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Quality Standards for Exchanges Should Mirror Existing Standards, Groups Say

Wednesday, January 9, 2013

New health quality measurement standards for insurance plans offered on health insurance exchanges should be aligned with existing quality standards to reduce administrative burdens among providers and confusion among consumers, provider groups said in recent comments submitted to the Centers for Medicare & Medicaid Services.

The comments responded to a request for information issued by CMS in November (CMS-9962-NC) that sought recommendations on ways to align quality reporting and display requirements for qualified health plans offered on the exchanges (226 HCDR, 11/26/12). The new requirements, which are being developed in phases by CMS, would begin to take effect in 2016.

Section 1311 of the Affordable Care Act requires the Department of Health and Human Services to develop and administer a quality rating system for health plans offered on the exchanges and a system for surveying enrollee satisfaction. This information will be posted on the state-based exchanges--online insurance plan marketplaces--to help consumers choose among the plans when the exchanges begin offering insurance plans in October.

Align With Existing Standards
In comments submitted to CMS, hospital groups recommended that quality measures selected for use in the exchanges be aligned with existing federal health program quality standards, such as those developed by the National Quality Forum, a public-private standards-setting organization.

“NQF-endorsed quality measures are reviewed by multi-stakeholder committees using rigorous evaluation criteria,” noted the American Hospital Association. “Endorsed measures produce reliable and valid results, are usable for accountability programs, and are feasible to collect and report.”

The NQF is spearheading the National Quality Strategy, an initiative required by ACA and aimed at improving “the delivery of health care services, patient health outcomes, and population health.” The National Quality Strategy's goal is “to build a national consensus on how to measure quality so that stakeholders can align their efforts for maximum results,” according to the CMS information request.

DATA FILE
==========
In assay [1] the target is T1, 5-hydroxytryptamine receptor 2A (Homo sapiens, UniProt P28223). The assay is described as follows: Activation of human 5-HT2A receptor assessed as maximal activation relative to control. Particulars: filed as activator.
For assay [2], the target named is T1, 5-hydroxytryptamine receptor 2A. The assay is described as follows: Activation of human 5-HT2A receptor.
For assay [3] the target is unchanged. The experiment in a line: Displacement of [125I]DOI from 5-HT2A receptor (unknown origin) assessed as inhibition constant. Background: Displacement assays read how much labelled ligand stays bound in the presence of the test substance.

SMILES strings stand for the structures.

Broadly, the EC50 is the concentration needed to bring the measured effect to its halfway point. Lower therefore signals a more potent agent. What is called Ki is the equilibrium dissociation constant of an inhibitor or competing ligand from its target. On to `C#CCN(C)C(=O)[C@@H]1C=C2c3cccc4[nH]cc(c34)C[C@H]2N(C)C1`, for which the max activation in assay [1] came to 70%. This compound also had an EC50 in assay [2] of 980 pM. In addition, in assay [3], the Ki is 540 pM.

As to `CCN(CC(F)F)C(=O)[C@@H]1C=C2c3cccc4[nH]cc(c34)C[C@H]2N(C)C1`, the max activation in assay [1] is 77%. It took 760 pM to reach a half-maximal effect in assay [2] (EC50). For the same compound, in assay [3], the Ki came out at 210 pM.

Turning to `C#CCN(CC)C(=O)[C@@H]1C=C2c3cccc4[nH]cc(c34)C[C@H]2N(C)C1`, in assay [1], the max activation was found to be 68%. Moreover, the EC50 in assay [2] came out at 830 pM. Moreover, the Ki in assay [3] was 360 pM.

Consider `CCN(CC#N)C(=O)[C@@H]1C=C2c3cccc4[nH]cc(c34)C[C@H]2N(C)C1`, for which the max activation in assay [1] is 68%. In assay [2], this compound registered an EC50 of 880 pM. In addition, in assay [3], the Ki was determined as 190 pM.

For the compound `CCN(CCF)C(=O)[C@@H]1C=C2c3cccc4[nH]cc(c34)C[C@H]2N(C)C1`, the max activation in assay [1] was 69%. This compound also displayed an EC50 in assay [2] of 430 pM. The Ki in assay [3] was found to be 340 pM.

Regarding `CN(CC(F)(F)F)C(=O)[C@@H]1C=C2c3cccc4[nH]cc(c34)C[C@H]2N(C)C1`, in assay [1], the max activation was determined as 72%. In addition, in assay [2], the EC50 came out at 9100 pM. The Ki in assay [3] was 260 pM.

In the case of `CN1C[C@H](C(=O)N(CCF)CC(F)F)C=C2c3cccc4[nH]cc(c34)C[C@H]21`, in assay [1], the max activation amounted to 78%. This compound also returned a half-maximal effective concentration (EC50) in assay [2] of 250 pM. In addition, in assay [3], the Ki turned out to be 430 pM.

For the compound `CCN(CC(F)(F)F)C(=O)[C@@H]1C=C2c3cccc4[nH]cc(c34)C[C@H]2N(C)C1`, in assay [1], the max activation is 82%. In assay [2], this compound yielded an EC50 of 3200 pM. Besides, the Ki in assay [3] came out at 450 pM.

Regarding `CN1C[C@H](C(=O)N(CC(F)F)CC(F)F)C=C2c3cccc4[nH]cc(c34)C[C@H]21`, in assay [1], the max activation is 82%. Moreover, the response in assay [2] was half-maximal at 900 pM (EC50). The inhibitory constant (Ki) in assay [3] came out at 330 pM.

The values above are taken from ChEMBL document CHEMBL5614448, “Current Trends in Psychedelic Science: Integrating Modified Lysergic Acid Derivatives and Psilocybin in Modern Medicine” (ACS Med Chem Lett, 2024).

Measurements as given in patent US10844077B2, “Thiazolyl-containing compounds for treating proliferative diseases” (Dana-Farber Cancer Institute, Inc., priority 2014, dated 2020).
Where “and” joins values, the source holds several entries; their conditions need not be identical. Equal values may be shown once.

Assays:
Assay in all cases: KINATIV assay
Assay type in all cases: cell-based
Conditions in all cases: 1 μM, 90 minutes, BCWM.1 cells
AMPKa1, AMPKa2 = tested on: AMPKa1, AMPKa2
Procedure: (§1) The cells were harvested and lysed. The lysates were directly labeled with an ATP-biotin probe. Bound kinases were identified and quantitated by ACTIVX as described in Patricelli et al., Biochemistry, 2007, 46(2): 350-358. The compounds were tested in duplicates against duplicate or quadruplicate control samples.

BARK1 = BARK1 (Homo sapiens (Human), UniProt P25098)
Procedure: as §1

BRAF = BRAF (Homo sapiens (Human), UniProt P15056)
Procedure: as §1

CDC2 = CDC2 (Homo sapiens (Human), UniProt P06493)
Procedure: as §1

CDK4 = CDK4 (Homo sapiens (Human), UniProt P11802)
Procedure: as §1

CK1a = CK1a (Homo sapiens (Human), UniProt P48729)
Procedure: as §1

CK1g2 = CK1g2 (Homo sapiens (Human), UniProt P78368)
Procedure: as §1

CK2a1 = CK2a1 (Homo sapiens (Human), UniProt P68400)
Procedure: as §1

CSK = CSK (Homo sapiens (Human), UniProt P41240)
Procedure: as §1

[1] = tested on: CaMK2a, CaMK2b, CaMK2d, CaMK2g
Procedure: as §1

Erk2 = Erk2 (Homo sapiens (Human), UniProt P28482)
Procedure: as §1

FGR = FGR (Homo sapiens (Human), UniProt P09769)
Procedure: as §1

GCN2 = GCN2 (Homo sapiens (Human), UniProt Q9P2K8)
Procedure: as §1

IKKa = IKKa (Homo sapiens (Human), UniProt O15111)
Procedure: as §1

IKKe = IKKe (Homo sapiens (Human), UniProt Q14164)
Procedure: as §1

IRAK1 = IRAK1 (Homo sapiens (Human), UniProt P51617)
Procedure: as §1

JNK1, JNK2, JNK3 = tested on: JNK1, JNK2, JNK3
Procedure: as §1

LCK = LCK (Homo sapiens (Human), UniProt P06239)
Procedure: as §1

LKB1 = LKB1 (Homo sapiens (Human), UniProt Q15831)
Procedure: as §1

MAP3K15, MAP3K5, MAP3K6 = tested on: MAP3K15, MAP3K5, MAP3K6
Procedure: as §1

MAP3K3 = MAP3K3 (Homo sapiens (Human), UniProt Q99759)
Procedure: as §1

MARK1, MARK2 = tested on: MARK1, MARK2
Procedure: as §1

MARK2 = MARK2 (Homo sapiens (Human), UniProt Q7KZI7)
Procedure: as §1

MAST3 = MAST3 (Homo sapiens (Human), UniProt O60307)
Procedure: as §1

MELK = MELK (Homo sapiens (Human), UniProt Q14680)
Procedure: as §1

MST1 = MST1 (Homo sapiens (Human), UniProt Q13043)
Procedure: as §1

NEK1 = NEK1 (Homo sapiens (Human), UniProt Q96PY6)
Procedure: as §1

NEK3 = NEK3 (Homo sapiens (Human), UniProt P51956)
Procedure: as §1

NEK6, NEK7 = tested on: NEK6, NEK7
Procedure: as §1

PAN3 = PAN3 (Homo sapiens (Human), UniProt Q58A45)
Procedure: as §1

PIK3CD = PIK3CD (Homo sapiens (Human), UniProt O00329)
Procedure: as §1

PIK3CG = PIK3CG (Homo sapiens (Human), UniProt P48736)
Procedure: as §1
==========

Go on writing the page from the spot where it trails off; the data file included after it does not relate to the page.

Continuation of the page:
Echoing AHA, the Federation of American Hospitals commented, “the National Quality Strategy should be the basis of quality reporting priorities for the exchange marketplace.”

FAH also emphasized that cost and quality information about insurance plans offered on the exchanges should be available to employers as well as consumers. “Helping employers understand the provider price and utilization factors that underlie premiums, in a manner that would not undermine marketplace dynamics that drive provider and insurer negotiations regarding price, can help them choose and/or drive the design of insurance products that better align consumers and employers in cost containment efforts,” FAH wrote.

Lack of Measures for Children
The Children's Hospital Association pointed out that, compared with health programs for adults, there is a “lack of a robust set of measures appropriate for assessing the quality of care provided to children.” As a result, CHA recommended using a different set of quality measures for children.

Specifically, the association noted that other standards may be more appropriate for children, including standards set in the Pediatric Quality Measures Program established through the Children's Health Insurance Program Reauthorization Act, as well as those included in California's Medi-Cal (Medicaid), CHIP, and Healthy Families programs.

Representing the insurance industry, America's Health Insurance Plans (AHIP) also emphasized the importance of aligning quality standards on the exchanges with those established under the National Quality Strategy.

“These common approaches should be used across all three exchange models including the state-based exchanges, state-partnership exchanges and the [federally facilitated exchanges] to ensure meaningful comparison between health plans regardless of exchange type,” AHIP said in its comments.

Also among groups commenting was the American Medical Association, representing physicians, which also advocated “a national core set of quality measures.” However, AMA noted, “the diversity of health care services provided in the ambulatory care setting makes the adoption of one national core set of quality measures, across all payers, very challenging.”

As a result, AMA said it supports “the use of care domains to provide guidance on identifying a starter set of quality measures for the ambulatory setting, including care coordination, preventive health, patient safety, and population health-focused domains.” These are the same domains that are outlined in the National Quality Strategy, AMA noted.

By Ralph Lindeman


AHA's comments are at /uploadedFiles/Content/News/Legal_and_Business/Bloomberg_Law/Legal_Reports/Exchange-Quality-RFI-AHA-12.27.12(1).pdf. FAH's comments are at http://www.fah.org/fahCMS/Documents/On%20The%20Record/Public%20Comments/2012/CMS_Comment_Ltr_exchange-healthcare_quality_RFI.pdf. AHIP's comments are at /uploadedFiles/Content/News/Legal_and_Business/Bloomberg_Law/Legal_Reports/Exchange-Quality-RFI-AHIP-12.21.12(1).pdf. AMA's comments are at /uploadedFiles/Content/News/Legal_and_Business/Bloomberg_Law/Legal_Reports/RFI-on-Exchange-Quality-AMA-12.27.12(1).pdf.

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